Hatuhei is produced by 10 small holders reside in Hatuhei village in south west of Asia’s newly independent country, East Timor. The farms are located at an altitude of 1500m-1700m above sea level. The village name of “Hatuhei” comes from a local Mambae language meaning “Green stones”. While villagers are not sure of why the village was named so, there are abundant nature and water to make their lives rich.
Being led by Senhor Armindo Maia, Hatuhei members pay great degree of attention to harvest only fully ripe cherries and avoid contamination of defective ones.Only fully ripe cherries are hand-picked and the harvest finishes just after lunch to process all the cherries within the same day. All the harvests of the day go through a floater selection to eliminate insect damaged beans followed by a de-pulping (wet-processing) with a traditional pulping machine that each farmer possess. After the cherries are removed, parchments are sorted again with a floater selection and fermented for 36 hours. Parchments are then washed, sun-dried on drying tarpaulins.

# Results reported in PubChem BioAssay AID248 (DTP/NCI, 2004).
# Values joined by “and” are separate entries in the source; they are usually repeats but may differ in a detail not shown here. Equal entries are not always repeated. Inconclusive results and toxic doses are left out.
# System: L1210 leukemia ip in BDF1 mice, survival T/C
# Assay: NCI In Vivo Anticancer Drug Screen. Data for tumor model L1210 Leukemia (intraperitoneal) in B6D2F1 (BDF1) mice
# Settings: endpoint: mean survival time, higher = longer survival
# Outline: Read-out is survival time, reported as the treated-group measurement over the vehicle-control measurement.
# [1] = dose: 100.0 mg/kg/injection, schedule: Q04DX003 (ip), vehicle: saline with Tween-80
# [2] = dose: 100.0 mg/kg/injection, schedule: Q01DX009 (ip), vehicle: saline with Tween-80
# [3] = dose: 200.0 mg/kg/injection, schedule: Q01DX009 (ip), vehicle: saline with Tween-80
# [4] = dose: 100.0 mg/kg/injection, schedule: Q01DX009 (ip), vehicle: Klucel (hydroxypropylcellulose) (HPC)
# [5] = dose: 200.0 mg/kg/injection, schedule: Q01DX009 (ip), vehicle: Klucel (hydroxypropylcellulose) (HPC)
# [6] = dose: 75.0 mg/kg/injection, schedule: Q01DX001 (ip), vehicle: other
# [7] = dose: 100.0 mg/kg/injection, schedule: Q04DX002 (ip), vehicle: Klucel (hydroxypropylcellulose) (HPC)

The coffee is then transported to the capital and port town of Dili. All the green coffee beans are then sorted with the colour sorter and by hand. The green coffee beans are then packed in Ecotact bags and jute bags to be exported.